Willie Pender: Veteran of the Arctic convoys in the Second World War


Click to follow
The Independent Online

If ever there were unsung heroes, few can have been less recognised by successive British governments than the sailors of the Royal Navy and Merchant Navy who participated in the Arctic convoys, carrying desperately needed supplies to Murmansk in 1941.

Their numbers are dwindling fast. The picture above shows my friend and former constituent, Willie Pender, standing erect in honour of the Royal Regiment of Scotland on their return from Afghanistan, when they received the Freedom of West Lothian. Proudly, he displays four medals awarded to him by the Russians – but a measly badge for Arctic service bestowed by the British.

After school at Livingston Station and Bathgate Academy, Pender went to work as a dispatch clerk in Edinburgh for a distant relation. Aged 18, he was falsely accused of misdirecting a package scheduled for Glasgow, and in a fit of pique stomped off to join the Navy. During training at Butlin's holiday camp at Skegness, commandeered by the Admiralty, he had a lucky escape: in early 1940, a stray German bomber dived to machine-gun personnel on open ground. Pender flung himself down in time to a shelter; 10 WRNS were killed.

His first ship was the Ranpure, like the Rawalpindi belonging to the P&O. They were nicknamed "coffin-ships"; the task of these armed merchantmen was to divert U-boats away from convoys. Transferred to the destroyer Icarus, Pender and his ship-mates feared they could be consigned to stormy and freezing Arctic waters at any moment in the face of the double threat of U-boats and the Tirpitz cutting loose from a Norwegian fjord.

Pender recalled to me that he and his friends owed their lives to the skill of their captain, Colin Maud, in avoiding, and on occasion intercepting, torpedos. Years after the war, he chuckled to me, he was on holiday on the Isle of Wight, going for a stroll with his wife. Suddenly a voice barked,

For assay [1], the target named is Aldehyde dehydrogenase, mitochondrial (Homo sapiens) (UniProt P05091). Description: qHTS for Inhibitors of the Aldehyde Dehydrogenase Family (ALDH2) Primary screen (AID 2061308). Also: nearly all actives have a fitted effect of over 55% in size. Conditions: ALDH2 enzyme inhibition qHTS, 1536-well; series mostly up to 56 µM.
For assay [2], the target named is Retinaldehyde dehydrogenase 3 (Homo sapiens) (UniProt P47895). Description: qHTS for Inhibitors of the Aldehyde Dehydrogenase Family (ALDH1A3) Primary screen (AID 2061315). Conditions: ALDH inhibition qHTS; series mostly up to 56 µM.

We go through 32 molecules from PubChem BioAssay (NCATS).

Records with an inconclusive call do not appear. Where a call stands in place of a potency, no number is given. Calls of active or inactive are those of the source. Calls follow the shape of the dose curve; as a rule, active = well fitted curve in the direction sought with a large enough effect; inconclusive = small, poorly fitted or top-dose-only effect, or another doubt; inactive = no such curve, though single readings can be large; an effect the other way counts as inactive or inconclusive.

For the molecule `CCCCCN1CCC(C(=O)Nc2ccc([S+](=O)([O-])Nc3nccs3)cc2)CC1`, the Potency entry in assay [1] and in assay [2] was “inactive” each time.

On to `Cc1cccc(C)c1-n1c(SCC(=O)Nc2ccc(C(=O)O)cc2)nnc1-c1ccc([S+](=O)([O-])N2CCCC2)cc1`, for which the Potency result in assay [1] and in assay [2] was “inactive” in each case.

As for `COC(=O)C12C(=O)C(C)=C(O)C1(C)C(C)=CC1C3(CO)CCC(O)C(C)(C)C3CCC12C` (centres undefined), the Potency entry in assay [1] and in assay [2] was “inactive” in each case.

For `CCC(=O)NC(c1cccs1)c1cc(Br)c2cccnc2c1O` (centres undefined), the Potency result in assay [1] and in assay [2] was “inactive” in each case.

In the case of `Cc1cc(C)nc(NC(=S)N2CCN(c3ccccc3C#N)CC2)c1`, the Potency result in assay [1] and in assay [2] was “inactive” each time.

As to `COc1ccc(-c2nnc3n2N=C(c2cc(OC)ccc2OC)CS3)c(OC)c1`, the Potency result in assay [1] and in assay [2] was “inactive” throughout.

"Pender, come here. Don't you recognise your old shipmate?' It was Maud, by that time of flag rank. A good chinwag of reminiscence ensued. Pender reflected: "Colin Maud was a right old sea-salt; when I became a Labour councillor, I always, thanks to Captain Maud, recognised the good in people of different political opinions to myself." So he did – which helped to make him a hugely influential member of West Lothian Council.

No less harrowing was Pender's participation on Icarus in Operation Pedestal in 1942. Malta was close to starvation and running out of supplies. Icarus, the aircraft carrier Eagle – which was torpedoed, and sunk in a massive spillage of oil – and a motley collection of other naval vessels managed to allow the American supply ship SS Ohio, (with a British crew) to limp into Valetta harbour. Had Malta fallen, the Germans would have controlled the Mediterranean and Rommel might well have been victorious in North Africa.

While his captain (who was portrayed by Kenneth More in the film The Longest Day) went back to England for D-Day, Pender was posted to the Far East for the final push against the Japanese. Off the coast of Burma most of the soldiers carried by Pender's ship had reconciled themselves to an Okinawa-like death until the news came through of Hiroshima and Nagasaki. "It was a terrible event," Pender told me, but hearing that I shared a great-great grandmother at five removes with President Truman, he added: "Your distant relative, by dropping the bomb, saved my life and hundreds of thousands of other lives, British, Australian, American and Japanese."

On demobilisation, and happily married to his beloved Esther, Pender worked in the shale mines, and on their closure transferred to the new British Motor Corporation plant at Bathgate, brought to West Lothian by the Macmillan government precisely because pits were closing. In 2002, the year of 60th anniversary celebrations for Malta's freedom, Pender was taken to Malta by his daughter Esther and son-in-law John Hart, to a rapturous reception.

Pender's most significant contribution to public life was as a board member of the Development Corporation of what was to become Scotland's largest New Town. He contributed significantly to the idea that Livingston was not only there to be an attractive hub of industry, but also to blend newcomers from all over Britain with the old established community in which he himself had been reared.

William Pender, sailor, motor-vehicle worker, founding member of Livingston New Town Development Corporation: born Livingston Station 24 February 1921; Royal Navy 1939-1946; worker, British Leyland 1961-1986; West Lothian County Council 1960-75; Member, Livingston Development Corporation 1961-1986; married 1946 Esther (died 1997; three daughters); died Livingston 24 February 2012.